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Value of Côtes du Rhône exports to UK jump 12%

Published:  26 April, 2016

Côtes du Rhône (CDR) wine exports to Britain increased by more than 2% last year, but their value jumped by more than 12% to €82m (£63.5m) suggesting a commercial shift toward the mid-to high-end market is paying off.

In 2012, just over a half of Rhône wines were sold for £5 a bottle or more, but last year, 77% of bottles were sold above £5.  Whilst some CDR wines sell on average for more than £10, others remain on average just above £5. Inter-Rhône says the figures show that quality, and not only the prices of its wines, have increased.

Michel Chapoutier, Chairman of Inter-Rhône said the results highlight the strength of the Rhône in the UK.

"This can be attributed to the various initiatives and fresh thinking demonstrated by the region, from the focus on quality viticulture to opportunities of sampling at key local events and international fairs," he said.

The new trade figures were part of a range of compelling set of data revealed by the Inter-Rhône wine board at the Rosewood Hotel in Holborn in London last week. 

Bibendum-PLB was one of the UK wine distributors to praise Inter-Rhône's engagement with producers, customers and the market. The dispatch of 1,400 samples of successful premium wines from around the world to Rhône producers was among the new initiatives launched last year

"Inter-Rhône is far more proactive with the end user than Bordeaux; its far more in tune with the market place; there is a connectivity between the wine board and the producer and the end user." said Andrew Shaw, buying director at Bibendum PLB. "The Rhône is more competitive in pricing and we're seeing greater sales of Rhone wine than Bordeaux wines; they are more contemporary in terms of wine styles," Shaw told

Britain remains the number one export market (in volume) for Rhône Valley AOC wines, representing 19% (177,759 hl) of the total volume of wines exported. In 2015, 68% of the region's wine was sold in France with exports accounting for 388 million bottles.  Exports to the UK, USA and Japan, increased in volume and value last year, but globally, exports fell 4.1% in volume and were down 0.7% in value.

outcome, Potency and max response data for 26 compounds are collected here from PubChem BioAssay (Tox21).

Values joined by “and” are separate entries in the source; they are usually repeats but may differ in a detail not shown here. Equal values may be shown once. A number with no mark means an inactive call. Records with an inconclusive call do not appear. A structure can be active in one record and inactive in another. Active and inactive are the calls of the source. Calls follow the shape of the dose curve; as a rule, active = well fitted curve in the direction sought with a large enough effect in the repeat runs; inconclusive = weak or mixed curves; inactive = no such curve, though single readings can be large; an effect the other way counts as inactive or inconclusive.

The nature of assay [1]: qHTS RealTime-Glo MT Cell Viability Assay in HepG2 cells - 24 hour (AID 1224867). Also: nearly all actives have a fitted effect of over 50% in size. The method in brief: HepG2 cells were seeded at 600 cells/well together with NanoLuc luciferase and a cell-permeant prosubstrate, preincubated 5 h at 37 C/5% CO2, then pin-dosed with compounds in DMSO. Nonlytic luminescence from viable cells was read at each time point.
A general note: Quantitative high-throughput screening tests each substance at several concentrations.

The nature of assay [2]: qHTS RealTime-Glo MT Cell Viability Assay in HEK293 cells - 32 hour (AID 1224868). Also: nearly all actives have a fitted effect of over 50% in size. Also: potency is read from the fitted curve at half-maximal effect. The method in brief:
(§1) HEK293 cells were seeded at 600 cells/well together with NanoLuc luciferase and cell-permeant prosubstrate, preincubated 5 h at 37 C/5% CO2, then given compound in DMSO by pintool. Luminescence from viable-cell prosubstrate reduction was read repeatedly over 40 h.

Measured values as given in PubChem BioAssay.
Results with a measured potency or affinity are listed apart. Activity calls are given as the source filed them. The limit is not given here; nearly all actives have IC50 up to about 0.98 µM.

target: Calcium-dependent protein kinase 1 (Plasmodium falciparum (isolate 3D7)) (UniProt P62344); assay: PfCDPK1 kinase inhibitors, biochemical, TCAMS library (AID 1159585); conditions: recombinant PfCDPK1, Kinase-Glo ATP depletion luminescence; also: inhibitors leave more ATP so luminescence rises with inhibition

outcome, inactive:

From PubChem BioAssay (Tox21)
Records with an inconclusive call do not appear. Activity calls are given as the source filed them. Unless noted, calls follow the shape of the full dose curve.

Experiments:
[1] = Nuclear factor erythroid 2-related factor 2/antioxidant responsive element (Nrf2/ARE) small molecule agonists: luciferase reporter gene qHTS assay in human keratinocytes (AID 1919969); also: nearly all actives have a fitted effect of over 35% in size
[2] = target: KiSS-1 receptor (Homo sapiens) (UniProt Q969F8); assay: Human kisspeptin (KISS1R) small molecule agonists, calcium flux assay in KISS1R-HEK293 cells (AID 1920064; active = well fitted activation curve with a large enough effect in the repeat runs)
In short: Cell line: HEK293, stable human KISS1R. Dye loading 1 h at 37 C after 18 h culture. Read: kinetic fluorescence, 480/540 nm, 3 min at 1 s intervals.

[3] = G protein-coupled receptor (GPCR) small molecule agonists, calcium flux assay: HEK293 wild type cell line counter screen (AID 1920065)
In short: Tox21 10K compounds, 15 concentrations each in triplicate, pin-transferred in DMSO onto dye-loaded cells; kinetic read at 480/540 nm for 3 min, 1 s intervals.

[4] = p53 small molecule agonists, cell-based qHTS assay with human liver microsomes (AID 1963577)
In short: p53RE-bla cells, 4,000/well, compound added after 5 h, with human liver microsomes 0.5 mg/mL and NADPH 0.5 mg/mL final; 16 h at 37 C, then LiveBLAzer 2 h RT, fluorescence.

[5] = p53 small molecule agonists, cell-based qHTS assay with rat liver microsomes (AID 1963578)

Despite Inter-Rhône's focus on 'premiumisation' and on quality rather than volume, challenges are ahead. Inter-Rhône says the wine region has run out of stock and it now wants to revive the stability of production levels. Production in terms of volumes fell 3.6% last year compared to 2014; production levels have not fully recuperated from a major slump in 2013, which affected, Inter-Rhône says, 30% of regional CDR production.

Increasing productivity and quality is a one key focuses of the new 2016-18 phase of restructuring of vineyards says Françoise Dijon, from Inter-Rhône's new Observatory of Quality.  More than 5,000 ha (8%) of the Rhône's vines have been restructured since 2009 and this process could lead according to Inter-Rhône, to the replanting of as a much as 30% of wine region's vines. The restructuring process was launched and has been renewed to combat killer Grapevine Trunk Diseases (GTD) diseases. "The key reason for the restructure of vines is GTDs, which have led to the early death of vines and less productivity," Dijon said. 

Inter-Rhône says vine production has also suffered from poor fruit set as a result of coulure, the excessive shedding of ovaries and young berries that can lead to clusters of fruit with few berries.

White varieties now account for 14% of replantings and whilst Syrah and Grenache account of the majority of red variety replantings, relatively new on the scene is Marselan, a heat and disease resistant variety formed from a cross between Grenache and Cabernet Sauvignon. It has replaced old Grenache plantings and now accounts for 9% of replantings in the Rhône.

Inter-Rhône says Marselan provides strong colours that Grenache with its irregular performance each year, has not always produced in recent times. More Syrah has been replanted because they were planted with clones that led to the premature deaths of vines.

"With the restructure of vineyards, we have taken advantage of the situation by planting new vines in accordance with the demands of the market," Dijon said.

Although prices for Rhône wines have risen  - up 5.3% in France in 2015, Inter-Rhône says prices will not continue to climb:  "We do not want to run the risk of losing market share," said Dijon.